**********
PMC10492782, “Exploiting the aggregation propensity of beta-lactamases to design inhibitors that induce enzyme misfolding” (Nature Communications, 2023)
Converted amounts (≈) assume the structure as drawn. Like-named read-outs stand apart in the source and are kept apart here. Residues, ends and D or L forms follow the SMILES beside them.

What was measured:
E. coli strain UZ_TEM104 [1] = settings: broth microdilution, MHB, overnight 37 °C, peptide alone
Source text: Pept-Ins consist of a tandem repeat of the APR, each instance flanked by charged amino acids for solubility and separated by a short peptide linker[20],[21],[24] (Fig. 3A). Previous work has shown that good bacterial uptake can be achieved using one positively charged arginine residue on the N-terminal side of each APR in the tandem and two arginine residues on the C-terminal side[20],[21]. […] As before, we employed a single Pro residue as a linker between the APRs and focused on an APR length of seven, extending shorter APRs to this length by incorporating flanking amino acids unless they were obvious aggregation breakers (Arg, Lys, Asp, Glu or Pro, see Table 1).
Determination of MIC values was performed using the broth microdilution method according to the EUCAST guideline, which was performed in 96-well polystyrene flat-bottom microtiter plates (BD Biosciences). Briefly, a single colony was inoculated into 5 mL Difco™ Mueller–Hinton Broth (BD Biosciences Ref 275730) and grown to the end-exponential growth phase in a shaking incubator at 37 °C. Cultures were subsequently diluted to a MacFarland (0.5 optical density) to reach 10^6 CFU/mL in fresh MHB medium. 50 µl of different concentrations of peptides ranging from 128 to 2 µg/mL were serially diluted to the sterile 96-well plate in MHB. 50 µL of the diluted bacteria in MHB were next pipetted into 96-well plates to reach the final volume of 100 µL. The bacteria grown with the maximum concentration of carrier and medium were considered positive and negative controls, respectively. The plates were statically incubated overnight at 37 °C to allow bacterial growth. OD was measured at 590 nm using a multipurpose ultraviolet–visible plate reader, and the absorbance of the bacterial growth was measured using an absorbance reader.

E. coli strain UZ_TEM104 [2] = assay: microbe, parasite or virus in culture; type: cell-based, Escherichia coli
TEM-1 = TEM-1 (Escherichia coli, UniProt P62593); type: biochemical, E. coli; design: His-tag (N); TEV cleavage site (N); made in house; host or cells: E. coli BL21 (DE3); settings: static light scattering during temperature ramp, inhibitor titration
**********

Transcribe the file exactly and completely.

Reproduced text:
PMC10492782, “Exploiting the aggregation propensity of beta-lactamases to design inhibitors that induce enzyme misfolding” (Nature Communications, 2023)
Converted amounts (≈) assume the structure as drawn. Like-named read-outs stand apart in the source and are kept apart here. Residues, ends and D or L forms follow the SMILES beside them.

What was measured:
E. coli strain UZ_TEM104 [1] = settings: broth microdilution, MHB, overnight 37 °C, peptide alone
Source text: Pept-Ins consist of a tandem repeat of the APR, each instance flanked by charged amino acids for solubility and separated by a short peptide linker[20],[21],[24] (Fig. 3A). Previous work has shown that good bacterial uptake can be achieved using one positively charged arginine residue on the N-terminal side of each APR in the tandem and two arginine residues on the C-terminal side[20],[21]. […] As before, we employed a single Pro residue as a linker between the APRs and focused on an APR length of seven, extending shorter APRs to this length by incorporating flanking amino acids unless they were obvious aggregation breakers (Arg, Lys, Asp, Glu or Pro, see Table 1).
Determination of MIC values was performed using the broth microdilution method according to the EUCAST guideline, which was performed in 96-well polystyrene flat-bottom microtiter plates (BD Biosciences). Briefly, a single colony was inoculated into 5 mL Difco™ Mueller–Hinton Broth (BD Biosciences Ref 275730) and grown to the end-exponential growth phase in a shaking incubator at 37 °C. Cultures were subsequently diluted to a MacFarland (0.5 optical density) to reach 10^6 CFU/mL in fresh MHB medium. 50 µl of different concentrations of peptides ranging from 128 to 2 µg/mL were serially diluted to the sterile 96-well plate in MHB. 50 µL of the diluted bacteria in MHB were next pipetted into 96-well plates to reach the final volume of 100 µL. The bacteria grown with the maximum concentration of carrier and medium were considered positive and negative controls, respectively. The plates were statically incubated overnight at 37 °C to allow bacterial growth. OD was measured at 590 nm using a multipurpose ultraviolet–visible plate reader, and the absorbance of the bacterial growth was measured using an absorbance reader.

E. coli strain UZ_TEM104 [2] = assay: microbe, parasite or virus in culture; type: cell-based, Escherichia coli
TEM-1 = TEM-1 (Escherichia coli, UniProt P62593); type: biochemical, E. coli; design: His-tag (N); TEV cleavage site (N); made in house; host or cells: E. coli BL21 (DE3); settings: static light scattering during temperature ramp, inhibitor titration